Spens concludes: "This Seventieth Anniversary exhibition for John Bellany constitutes a fine tribute to Scotland’s best artist today as many would argue: and arguably too one of Europe’s greatest, particularly in his form of figurative expressionist. He well sets the bar higher for de Kooning, for example. He has confused the less capable critics for the best part of four decades, by going his own way, and not much influenced by galleries or critics en route (although John Russell early acclaimed his work). Today, posterity can truly regard him as a painter of exceptional talent, standing within a specifically North-European tradition. This exhibition consolidates that achievement as well as revealing the powerful Odyssey of his whole life."
For more than 50 years, Bellany has remained committed to painting the human condition in an era dominated by formalist abstraction, minimalism, installtion, and performance art. Alexander Moffat notes in a video interview for the exhibition, that at the beginning of Bellany's career:
"[in the]1960s, everyone's painting in a Pop Art way, there's still this kind of latter day Abstract Expressionism, and [Bellany's] coming back to Rembrandt and Brueghel and Goya, and creating a very telling human image using that kind of language."
In a 2006 article, Dr. Janet McKenzie described the humanity present in Bellany's visual language:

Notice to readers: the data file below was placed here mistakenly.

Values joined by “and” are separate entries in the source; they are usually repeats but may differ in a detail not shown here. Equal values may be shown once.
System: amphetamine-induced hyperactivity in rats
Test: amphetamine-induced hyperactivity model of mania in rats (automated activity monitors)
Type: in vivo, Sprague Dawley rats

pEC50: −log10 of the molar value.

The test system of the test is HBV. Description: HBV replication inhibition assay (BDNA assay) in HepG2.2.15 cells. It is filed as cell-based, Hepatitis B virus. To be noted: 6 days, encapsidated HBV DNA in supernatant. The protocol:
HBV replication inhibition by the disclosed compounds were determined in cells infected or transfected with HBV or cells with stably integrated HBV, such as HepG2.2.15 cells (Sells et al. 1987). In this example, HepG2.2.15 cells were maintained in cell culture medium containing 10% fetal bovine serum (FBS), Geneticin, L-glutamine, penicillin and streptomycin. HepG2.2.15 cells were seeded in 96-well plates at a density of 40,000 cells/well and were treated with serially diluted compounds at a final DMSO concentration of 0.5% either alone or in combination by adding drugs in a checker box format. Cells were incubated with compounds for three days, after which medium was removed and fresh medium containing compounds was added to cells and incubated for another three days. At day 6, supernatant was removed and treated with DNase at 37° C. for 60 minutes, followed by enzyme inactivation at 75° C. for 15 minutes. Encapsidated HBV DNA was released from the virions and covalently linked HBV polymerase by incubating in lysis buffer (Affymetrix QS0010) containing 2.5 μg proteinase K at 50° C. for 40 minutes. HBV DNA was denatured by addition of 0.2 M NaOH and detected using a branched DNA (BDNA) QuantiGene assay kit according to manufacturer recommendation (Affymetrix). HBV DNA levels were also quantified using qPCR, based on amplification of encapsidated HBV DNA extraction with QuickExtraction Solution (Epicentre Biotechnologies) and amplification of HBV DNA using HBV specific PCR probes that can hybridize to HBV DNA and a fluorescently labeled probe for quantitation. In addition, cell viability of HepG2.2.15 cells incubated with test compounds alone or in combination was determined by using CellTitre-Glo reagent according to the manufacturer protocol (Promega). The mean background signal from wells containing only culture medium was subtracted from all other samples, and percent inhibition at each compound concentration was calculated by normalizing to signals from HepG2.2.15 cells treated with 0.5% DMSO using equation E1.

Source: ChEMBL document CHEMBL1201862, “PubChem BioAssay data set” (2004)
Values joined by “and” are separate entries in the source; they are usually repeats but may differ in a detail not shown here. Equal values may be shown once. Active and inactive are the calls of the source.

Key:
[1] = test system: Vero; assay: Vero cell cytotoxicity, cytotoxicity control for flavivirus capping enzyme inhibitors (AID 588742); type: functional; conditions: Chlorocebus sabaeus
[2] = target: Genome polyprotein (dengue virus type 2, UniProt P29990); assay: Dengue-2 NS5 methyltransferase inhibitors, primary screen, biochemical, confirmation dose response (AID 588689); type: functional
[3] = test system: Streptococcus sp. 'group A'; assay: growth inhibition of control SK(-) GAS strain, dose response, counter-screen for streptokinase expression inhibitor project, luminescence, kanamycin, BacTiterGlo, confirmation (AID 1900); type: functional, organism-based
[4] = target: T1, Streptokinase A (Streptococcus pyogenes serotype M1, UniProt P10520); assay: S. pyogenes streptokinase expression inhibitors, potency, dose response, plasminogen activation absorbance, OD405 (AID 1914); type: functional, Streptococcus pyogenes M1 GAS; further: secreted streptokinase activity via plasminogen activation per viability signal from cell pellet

"The characters in many of Bellany's monumental paintings sometimes appear to inhabit a timewarp; the boats and sea are, however, timeless images which Bellany presents as representative of dying values in the face of an increasingly impersonal life in cities. The sensual and immediate use of thick paint, vivid colour and frontal-tilting of the picture plane, make these images both immediate and utterly contemporary. Bellany's subject matter implies a questioning of many modern values where the family unit and communities are threatened by the pressures of globalisation. Roots, Bellany implores, are vital to living a full and intense life."
A video walkthrough of the exhibition, showing the range, scale, and intensity of Bellany's oeuvre is below.
Edited by artist Brett Baker, Painters' Table highlights writing from the painting blogosphere as it is published and serves as a platform for exploring blogs that focus primarily on the subject of painting.